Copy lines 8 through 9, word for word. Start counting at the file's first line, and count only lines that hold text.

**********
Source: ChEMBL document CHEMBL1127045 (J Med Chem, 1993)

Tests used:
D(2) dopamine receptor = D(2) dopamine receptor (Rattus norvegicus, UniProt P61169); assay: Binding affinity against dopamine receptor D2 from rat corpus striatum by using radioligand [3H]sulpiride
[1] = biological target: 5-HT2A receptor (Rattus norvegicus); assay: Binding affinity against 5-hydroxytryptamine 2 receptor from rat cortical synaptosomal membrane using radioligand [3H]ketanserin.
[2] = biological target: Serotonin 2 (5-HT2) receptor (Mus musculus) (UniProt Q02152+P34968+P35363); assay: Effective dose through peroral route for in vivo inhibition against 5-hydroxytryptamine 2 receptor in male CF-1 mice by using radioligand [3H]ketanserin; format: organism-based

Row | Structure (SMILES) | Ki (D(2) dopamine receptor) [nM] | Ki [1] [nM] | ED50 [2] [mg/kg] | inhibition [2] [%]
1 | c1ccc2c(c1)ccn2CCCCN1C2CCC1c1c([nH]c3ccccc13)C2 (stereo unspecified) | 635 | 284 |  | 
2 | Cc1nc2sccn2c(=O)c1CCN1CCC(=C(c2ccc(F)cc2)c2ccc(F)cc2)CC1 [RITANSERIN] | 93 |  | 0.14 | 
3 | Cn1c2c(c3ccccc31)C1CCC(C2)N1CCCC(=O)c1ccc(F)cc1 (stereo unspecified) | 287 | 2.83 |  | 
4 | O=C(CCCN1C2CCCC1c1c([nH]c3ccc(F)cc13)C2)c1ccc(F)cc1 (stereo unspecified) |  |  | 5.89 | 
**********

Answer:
2 | Cc1nc2sccn2c(=O)c1CCN1CCC(=C(c2ccc(F)cc2)c2ccc(F)cc2)CC1 [RITANSERIN] | 93 |  | 0.14 | 
3 | Cn1c2c(c3ccccc31)C1CCC(C2)N1CCCC(=O)c1ccc(F)cc1 (stereo unspecified) | 287 | 2.83 |  | 